Matthew Oatman '23
Last week, Form II was tasked with determining whether or not any society needed an everyday item. Our group decided to study the U.S. dollar bill. Coming to a conclusion was not an easy task because many factors went against our opinion. Some of the pros were the small manufacturing price, its durability and light weight, and its ease of use. Some of the negatives we took into account were the challenges to use the U.S. dollar bill in transactions between different countries and the harmful results of farming cotton to make the paper needed for the U.S. dollar bill. As a group, we concluded that our community needed the dollar bill because all the positives outweighed the negatives. As I reflect back on this project, I saw a deeper lesson of leadership and reality in this group assignment. As with any project, some group members contributed more than others. Part of my role in the group became a motivator, which was frustrating. At times I felt stressed because I had to balance other work from other classes, and, at other times, I felt like my voice was drowned out because no one would listen. At first, I was annoyed, but then I saw the underlying life lesson that was involved with my experience. Ultimately, I realized that there will always be people in life who are not motivated and excited, and others need to step up and take leadership roles in order to accomplish a goal as a team.

Dwayne Bazil '23
For our Trimester 2 group science project, we had to choose an object and determine whether it is sustainable and whether or not we truly need it. In my group, we wanted to present on a topic that is highly debated and be able to come up with ideas to prove whether or not we truly need it. For our project, my group chose juuls. Juuls are a special type of electronic cigarettes that release a vapor when exhaled. We chose juuls because, while they are known for having health risks, people still use them a lot today. While doing our research, we had to decide whether juuls are sustainable or not. This was the group-focused potion of the project, where we did not get a lot of help from our teacher, so we had to conduct our research on our own and debate the topic within our group to come up with a consensus. One of the only challenging parts of this project to me was our final answer. It was a group of four so we ended up having a 2-2 split on whether we need juuls or not. The information we found told us that juuls were not environmentally safe and caused health risks, but their sales boosted the economy. After discussing with my group, we came up with the consensus that even though juuls helped the economy, the effect on health and the environment was too great to ignore. This project helped us all develop skills of persuasion because we had to make a presentation that would convince our audience of our point of view.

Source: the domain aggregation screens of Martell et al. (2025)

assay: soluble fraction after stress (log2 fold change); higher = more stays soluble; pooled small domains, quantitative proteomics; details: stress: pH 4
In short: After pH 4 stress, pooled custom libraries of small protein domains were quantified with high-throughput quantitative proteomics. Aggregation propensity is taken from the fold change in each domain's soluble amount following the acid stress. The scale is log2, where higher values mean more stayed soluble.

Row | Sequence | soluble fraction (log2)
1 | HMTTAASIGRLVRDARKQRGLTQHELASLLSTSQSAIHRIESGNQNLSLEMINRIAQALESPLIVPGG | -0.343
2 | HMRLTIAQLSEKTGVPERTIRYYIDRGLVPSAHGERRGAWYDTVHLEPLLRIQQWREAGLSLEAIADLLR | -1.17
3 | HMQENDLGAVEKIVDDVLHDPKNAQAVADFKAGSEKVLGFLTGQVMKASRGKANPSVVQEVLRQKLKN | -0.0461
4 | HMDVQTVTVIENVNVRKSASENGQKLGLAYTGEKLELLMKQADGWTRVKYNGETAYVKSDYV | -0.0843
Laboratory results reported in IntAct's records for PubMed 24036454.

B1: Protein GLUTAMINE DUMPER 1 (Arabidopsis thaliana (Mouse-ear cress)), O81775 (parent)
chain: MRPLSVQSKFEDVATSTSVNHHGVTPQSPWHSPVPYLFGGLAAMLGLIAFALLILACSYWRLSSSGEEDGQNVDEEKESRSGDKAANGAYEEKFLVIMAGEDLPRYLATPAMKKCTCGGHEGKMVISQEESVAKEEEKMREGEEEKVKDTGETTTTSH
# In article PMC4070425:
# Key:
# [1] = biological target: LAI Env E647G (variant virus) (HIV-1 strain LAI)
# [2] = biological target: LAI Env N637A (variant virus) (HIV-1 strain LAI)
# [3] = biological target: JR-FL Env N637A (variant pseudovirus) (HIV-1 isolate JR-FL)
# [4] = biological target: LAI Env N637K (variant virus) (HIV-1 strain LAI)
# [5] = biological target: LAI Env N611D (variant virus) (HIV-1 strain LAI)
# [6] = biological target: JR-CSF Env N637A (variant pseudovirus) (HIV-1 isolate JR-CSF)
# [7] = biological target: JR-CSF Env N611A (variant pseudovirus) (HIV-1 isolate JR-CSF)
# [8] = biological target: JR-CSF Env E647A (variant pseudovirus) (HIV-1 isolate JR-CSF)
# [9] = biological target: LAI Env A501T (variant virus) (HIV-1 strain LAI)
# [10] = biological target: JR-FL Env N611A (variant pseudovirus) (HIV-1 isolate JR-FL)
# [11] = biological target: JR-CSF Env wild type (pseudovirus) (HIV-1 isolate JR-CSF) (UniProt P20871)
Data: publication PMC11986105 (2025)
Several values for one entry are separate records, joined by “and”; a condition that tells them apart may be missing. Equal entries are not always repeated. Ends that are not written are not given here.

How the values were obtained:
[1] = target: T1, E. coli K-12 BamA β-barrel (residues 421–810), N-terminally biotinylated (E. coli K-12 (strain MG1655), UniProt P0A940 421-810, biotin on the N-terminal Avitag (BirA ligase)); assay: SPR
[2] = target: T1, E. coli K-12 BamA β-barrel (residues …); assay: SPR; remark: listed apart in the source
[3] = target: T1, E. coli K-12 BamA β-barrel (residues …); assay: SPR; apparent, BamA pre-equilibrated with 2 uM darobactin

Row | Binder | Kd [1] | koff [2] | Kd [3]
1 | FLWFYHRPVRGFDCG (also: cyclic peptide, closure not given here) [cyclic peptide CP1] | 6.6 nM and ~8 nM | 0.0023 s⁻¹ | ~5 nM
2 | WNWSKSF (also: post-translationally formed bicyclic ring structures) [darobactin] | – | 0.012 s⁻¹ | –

* 2019 marks the second consecutive year that the project was undertaken in Form II science classes, but the first year the English Department also collaborated.

Photos: Students present on the utility of straws (top) and gum (bottom). 
Contact: Andrea Dawson, Senior Writer, adawson@pingry.org